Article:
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Madrid mauling sees Nadal slip outside top five in a decade

Last updated on: May 11, 2015 17:31 IST
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Spain's Rafael Nadal reacts during his Madrid Masters Open final against Britain's Andy Murray on Sunday

Spain's Rafael Nadal reacts during his Madrid Masters Open final against Britain's Andy Murray on Sunday. Photograph: Andrea Comas/Reuters

Rafael Nadal slumped to one of his worst defeats in a clay final on Sunday but said his week in Madrid had been positive despite losing his Masters crown to Andy Murray in a crushing 6-3, 6-2 reverse.

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The French Open champion, who will seek a record-extending 10th Roland Garros crown starting at the end of the month, has been struggling for consistency since returning from the injury and illness that dogged his 2014 season.

He suffered a surprise reverse to Italian Fabio Fognini in the third round in Barcelona last month but has looked close to his best on occasion this week, including an imperious victory over Czech Tomas Berdych in the semi-finals.

The 28-year-old now heads to the Rome Masters, where he will try to hone his game and eliminate the errors that scuppered him on Sunday before beginning his French Open bid in Paris.

Rafael Nadal of Spain plays a backhand against Andy Murray of Great Britain in the Madrid Masters Open final on Sunday

Rafael Nadal of Spain plays a backhand against Andy Murray of Great Britain in the Madrid Masters Open final on Sunday. Photograph: Clive Brunskill/Getty Images

"The most important thing is the feelings I have and this week I had much better positive feelings than a few weeks ago so that's very important for me," Nadal told a news conference.

"There is a chance for me now to have another good week in Rome like I had here," added the Mallorcan.

"Even playing very badly today my feelings on court were not that bad.

"I just have to accept that it was not my day and forget it because it's not time to think about negative things as I have another match in two days.

"One week ago the feeling was much worse. It's the time to be positive and fight for what's going on and what's going on is Rome next week."

Nadal blamed his defeat by Murray on the weakness of his backhand, which he said had allowed the Scot to dictate the rallies and prevented him from using his trademark whipped forehand as much as he would have liked.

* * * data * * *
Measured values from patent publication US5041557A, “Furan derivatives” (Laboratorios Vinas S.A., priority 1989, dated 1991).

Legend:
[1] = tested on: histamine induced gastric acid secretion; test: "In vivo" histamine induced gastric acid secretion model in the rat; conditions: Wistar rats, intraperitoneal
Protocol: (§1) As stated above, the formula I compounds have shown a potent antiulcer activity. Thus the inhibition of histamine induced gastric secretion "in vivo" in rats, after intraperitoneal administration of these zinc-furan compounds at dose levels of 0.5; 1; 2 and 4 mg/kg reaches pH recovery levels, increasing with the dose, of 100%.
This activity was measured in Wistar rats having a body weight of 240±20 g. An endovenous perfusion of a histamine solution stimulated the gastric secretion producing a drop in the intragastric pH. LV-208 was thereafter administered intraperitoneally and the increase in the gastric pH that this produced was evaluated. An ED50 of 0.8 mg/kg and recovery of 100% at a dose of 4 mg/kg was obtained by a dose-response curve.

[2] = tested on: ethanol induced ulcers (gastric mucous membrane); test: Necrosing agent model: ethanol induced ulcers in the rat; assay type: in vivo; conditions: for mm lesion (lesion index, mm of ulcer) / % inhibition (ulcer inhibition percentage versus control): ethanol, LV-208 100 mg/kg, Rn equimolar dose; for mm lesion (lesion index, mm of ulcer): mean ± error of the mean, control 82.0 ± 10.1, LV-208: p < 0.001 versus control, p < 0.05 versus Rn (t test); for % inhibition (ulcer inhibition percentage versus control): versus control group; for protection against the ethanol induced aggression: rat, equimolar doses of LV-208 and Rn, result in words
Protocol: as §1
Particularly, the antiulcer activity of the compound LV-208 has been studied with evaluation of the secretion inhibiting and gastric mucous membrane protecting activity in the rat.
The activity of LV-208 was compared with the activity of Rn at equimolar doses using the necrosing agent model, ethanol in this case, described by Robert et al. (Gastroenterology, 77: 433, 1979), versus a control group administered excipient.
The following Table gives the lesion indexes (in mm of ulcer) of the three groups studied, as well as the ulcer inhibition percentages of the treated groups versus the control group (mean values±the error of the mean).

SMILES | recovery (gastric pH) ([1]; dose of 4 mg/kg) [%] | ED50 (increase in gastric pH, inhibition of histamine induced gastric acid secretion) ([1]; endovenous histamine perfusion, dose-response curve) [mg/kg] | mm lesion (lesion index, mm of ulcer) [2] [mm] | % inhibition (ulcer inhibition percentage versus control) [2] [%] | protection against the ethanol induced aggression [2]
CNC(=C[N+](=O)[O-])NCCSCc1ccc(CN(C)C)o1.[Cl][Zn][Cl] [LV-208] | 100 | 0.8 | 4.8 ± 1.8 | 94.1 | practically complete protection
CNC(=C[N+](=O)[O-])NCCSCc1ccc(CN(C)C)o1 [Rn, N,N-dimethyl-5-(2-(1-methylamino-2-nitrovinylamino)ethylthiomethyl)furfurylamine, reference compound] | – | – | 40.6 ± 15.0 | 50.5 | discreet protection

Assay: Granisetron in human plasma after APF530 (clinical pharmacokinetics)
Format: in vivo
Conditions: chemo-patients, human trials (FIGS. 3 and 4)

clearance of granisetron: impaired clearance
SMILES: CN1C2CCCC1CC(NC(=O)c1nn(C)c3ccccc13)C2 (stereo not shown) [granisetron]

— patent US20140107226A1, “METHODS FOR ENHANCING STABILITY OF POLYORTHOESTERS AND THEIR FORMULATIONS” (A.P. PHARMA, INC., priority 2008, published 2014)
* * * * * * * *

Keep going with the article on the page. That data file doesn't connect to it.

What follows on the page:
Andy Murray of Great Britain poses with his winners trophy after his straight sets victory against Rafael Nadal of Spain on Sunday

Andy Murray of Great Britain poses with his winners trophy after his straight sets victory against Rafael Nadal of Spain on Sunday. Photograph: Clive Brunskill/Getty Images

The Spaniard needed a win to stay fourth in the world rankings but dropped to seventh when they were updated on Monday, putting him outside the top five for the first time in a decade.

However, he said he was not worried about the rankings, even though it could mean a tougher draw at the French Open.                   

Nadal's slide down the ATP rankings means if he wins a record-extending 10th French Open title early next month it would go down as one of the greatest achievements of his illustrious career.

And with another 600 points to defend at this week Rome Masters, the 28-year-old could fall to his lowest ranking for 10 years by the time play begins at Roland Garros on May 24.

Not since April 2005, just before his maiden French title, has Nadal been lower than seventh.

The Spaniard insisted after losing to Murray that he was beginning to feel the "old sensations" again after struggling to find his best form in the wake of the wrist injury and appendicitis issues that undermined him last year.

Rafael Nadal at the coin toss before the match

Spain's Rafael Nadal looks up during the coin toss before the match. Photograph: Andrea Comas/Reuters

"I will just stay with the good things that happened this week, and there are a lot of them, more good than bad. I will try to recover the good feelings in Rome," Nadal said.

"Whatever will happen will be. It's something that we have to realise, all of us, that what's happening during these last years, it's very complicated to be 10 or one years without leaving the top four."

Barring an early loss in Rome, Nadal should manage to stay in the top eight but the possibility of a quarter-final meeting with Murray, Djokovic or world number two Roger Federer looms.

Unlike Wimbledon, where ATP rankings can be adjusted to reflect performances on grass, the French Open sticks stringently to the rankings.

And while that does not look good for Nadal, it will also worry the likes of Djokovic and Murray, who could find themselves coming face-to-face with the greatest claycourt player of all time a little earlier than expected.

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